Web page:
Oftentimes the product of interdisciplinary collaboration, these novel technologies and approaches — many of which extend proof of concept and are already in operation in the small Scandinavian nation — stand out as emblems of an industry in transition.
As we become increasingly aware of the critical significance of sustainable water and wastewater management, we can be encouraged by the emergence of these working solutions which show that there is another way to approach provision of these most essential of services. A way that is defined by sustainability and holistic thinking gearing water and wastewater services for complementary integration with other sectors of human industry and activity we seek to better.
To be sure, we are seeing how water sectors can give back to society across multiple metrics, besides providing the vital services we typically associated with them.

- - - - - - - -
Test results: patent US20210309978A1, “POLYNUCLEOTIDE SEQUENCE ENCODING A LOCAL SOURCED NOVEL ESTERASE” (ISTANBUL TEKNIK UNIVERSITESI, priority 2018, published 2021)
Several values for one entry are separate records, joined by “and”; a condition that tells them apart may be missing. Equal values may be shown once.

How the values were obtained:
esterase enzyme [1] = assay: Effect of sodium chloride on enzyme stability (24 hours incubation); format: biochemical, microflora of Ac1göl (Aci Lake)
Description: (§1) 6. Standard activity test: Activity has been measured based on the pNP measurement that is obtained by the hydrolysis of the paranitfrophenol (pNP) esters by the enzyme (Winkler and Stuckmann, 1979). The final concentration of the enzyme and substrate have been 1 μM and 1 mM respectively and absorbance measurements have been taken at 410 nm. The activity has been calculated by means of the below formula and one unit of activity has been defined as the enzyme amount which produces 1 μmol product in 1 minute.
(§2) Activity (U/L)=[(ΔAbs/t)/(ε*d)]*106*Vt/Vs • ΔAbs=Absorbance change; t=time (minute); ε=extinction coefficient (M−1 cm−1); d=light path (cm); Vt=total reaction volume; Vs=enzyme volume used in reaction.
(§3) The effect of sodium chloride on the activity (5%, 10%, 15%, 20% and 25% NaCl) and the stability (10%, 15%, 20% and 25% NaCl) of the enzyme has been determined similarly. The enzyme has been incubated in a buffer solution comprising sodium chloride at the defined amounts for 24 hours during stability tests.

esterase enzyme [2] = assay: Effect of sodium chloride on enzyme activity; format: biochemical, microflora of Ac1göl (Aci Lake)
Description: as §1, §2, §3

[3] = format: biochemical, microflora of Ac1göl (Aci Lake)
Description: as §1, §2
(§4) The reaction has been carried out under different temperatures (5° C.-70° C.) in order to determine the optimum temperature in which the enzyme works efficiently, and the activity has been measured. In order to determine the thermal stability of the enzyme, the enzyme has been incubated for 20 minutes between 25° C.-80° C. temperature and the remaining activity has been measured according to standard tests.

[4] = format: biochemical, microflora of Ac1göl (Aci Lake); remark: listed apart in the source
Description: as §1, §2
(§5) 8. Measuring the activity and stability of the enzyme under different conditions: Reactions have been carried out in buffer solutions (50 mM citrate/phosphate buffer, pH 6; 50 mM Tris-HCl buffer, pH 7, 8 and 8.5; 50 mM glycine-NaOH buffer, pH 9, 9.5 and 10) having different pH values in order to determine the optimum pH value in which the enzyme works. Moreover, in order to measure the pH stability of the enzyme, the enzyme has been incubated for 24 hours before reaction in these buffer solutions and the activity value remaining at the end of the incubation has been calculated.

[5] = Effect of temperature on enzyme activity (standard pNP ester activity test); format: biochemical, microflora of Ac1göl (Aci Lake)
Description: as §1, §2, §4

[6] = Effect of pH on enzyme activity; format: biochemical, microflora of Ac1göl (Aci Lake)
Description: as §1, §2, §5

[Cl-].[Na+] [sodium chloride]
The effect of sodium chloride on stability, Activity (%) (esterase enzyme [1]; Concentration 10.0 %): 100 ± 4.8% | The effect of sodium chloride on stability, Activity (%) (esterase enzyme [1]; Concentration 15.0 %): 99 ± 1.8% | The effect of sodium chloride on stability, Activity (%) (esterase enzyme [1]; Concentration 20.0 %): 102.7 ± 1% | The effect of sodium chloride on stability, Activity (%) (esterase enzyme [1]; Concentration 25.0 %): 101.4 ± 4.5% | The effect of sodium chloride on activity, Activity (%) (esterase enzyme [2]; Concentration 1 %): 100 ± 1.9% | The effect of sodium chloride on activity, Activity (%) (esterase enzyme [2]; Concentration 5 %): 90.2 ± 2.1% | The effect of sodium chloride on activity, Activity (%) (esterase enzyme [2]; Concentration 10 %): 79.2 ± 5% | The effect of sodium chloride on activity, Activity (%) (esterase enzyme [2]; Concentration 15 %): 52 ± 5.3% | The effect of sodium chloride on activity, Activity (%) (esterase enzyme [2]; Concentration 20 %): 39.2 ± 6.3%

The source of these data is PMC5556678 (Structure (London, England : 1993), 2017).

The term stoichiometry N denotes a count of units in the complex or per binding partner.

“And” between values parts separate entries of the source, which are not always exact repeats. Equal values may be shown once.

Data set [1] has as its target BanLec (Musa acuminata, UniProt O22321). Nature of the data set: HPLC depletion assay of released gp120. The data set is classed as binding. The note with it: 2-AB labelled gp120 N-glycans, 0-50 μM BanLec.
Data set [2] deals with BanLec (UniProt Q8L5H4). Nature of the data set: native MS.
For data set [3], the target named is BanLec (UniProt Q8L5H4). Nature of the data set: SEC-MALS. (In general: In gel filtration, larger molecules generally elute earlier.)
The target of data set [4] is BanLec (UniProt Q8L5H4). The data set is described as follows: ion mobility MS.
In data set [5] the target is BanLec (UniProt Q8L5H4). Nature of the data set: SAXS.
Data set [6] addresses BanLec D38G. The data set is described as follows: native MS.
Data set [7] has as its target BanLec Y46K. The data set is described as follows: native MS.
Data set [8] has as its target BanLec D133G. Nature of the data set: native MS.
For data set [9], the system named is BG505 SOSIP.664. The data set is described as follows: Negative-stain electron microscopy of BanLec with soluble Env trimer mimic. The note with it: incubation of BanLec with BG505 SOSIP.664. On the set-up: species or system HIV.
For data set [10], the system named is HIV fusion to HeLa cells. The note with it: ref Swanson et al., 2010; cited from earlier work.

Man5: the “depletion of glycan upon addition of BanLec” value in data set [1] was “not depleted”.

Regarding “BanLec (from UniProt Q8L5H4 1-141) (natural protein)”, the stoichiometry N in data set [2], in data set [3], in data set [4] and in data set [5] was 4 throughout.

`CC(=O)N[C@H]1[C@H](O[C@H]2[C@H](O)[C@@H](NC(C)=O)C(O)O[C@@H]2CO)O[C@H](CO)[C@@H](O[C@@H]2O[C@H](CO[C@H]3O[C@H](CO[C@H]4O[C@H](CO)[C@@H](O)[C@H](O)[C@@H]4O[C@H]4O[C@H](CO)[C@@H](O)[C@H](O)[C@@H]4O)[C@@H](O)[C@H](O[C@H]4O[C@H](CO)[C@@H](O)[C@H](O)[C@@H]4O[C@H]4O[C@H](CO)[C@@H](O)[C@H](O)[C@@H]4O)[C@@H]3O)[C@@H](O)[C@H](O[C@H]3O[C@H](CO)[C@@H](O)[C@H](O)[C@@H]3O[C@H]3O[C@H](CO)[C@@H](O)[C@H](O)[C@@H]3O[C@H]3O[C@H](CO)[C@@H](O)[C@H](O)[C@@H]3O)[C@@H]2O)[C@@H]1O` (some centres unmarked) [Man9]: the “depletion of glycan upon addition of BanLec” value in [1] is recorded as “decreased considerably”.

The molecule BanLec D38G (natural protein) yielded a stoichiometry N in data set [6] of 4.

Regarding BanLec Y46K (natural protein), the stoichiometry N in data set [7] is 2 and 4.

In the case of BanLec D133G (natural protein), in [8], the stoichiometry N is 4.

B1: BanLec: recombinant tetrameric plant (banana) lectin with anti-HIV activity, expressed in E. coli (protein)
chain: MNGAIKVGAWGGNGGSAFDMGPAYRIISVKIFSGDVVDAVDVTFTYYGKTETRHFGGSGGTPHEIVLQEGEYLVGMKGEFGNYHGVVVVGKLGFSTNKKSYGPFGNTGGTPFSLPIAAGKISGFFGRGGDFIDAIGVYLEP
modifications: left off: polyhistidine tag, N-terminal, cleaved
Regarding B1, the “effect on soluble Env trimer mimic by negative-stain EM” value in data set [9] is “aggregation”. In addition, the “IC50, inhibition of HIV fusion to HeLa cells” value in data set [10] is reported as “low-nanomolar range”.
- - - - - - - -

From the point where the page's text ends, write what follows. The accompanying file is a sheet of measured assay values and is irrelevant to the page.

So for good reason, Danish water technologies and know-how is an increasingly common feature of water operations the world over. In Denmark itself, however, it is clear that the groups responsible for forging this new direction for water and wastewater are far from done. There are higher targets, ambitious prototypes, and new solutions in the pipeline — all pitched for bringing water sectors further into the twenty-first century.
This three-part series takes a look at three areas of focus in the Danish water landscape, exploring some of the flagship solutions now in operation and planned for the future, as well as the philosophy and collaboration that has helped secure successes to date and underpins a shift to a clearer water future.
The series is published as a complement and introduction to the Aarhus University Centre for Water Technology (WATEC) summer school, 'Advanced Water Cycle Management Course', which was hosted 11-23 August 2019 in Denmark.